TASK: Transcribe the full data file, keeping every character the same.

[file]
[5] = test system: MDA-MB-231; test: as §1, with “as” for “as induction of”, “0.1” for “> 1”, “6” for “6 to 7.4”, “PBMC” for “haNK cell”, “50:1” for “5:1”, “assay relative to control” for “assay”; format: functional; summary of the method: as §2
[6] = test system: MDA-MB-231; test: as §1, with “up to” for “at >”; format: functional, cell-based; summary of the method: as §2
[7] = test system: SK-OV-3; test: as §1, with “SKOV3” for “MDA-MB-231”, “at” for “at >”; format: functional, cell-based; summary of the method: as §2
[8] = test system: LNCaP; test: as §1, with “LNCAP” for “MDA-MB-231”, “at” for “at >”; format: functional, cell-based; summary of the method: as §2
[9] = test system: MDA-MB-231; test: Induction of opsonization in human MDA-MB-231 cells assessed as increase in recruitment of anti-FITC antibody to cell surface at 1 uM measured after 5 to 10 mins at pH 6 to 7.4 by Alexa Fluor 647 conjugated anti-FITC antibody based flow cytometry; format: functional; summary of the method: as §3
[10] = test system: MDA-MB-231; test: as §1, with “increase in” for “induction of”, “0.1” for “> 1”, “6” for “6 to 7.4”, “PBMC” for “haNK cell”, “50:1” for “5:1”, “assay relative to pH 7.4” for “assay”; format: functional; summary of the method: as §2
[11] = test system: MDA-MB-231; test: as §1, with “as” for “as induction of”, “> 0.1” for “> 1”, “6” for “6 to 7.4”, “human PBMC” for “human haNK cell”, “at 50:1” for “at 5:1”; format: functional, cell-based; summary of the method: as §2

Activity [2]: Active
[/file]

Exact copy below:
[5] = test system: MDA-MB-231; test: as §1, with “as” for “as induction of”, “0.1” for “> 1”, “6” for “6 to 7.4”, “PBMC” for “haNK cell”, “50:1” for “5:1”, “assay relative to control” for “assay”; format: functional; summary of the method: as §2
[6] = test system: MDA-MB-231; test: as §1, with “up to” for “at >”; format: functional, cell-based; summary of the method: as §2
[7] = test system: SK-OV-3; test: as §1, with “SKOV3” for “MDA-MB-231”, “at” for “at >”; format: functional, cell-based; summary of the method: as §2
[8] = test system: LNCaP; test: as §1, with “LNCAP” for “MDA-MB-231”, “at” for “at >”; format: functional, cell-based; summary of the method: as §2
[9] = test system: MDA-MB-231; test: Induction of opsonization in human MDA-MB-231 cells assessed as increase in recruitment of anti-FITC antibody to cell surface at 1 uM measured after 5 to 10 mins at pH 6 to 7.4 by Alexa Fluor 647 conjugated anti-FITC antibody based flow cytometry; format: functional; summary of the method: as §3
[10] = test system: MDA-MB-231; test: as §1, with “increase in” for “induction of”, “0.1” for “> 1”, “6” for “6 to 7.4”, “PBMC” for “haNK cell”, “50:1” for “5:1”, “assay relative to pH 7.4” for “assay”; format: functional; summary of the method: as §2
[11] = test system: MDA-MB-231; test: as §1, with “as” for “as induction of”, “> 0.1” for “> 1”, “6” for “6 to 7.4”, “human PBMC” for “human haNK cell”, “at 50:1” for “at 5:1”; format: functional, cell-based; summary of the method: as §2

Activity [2]: Active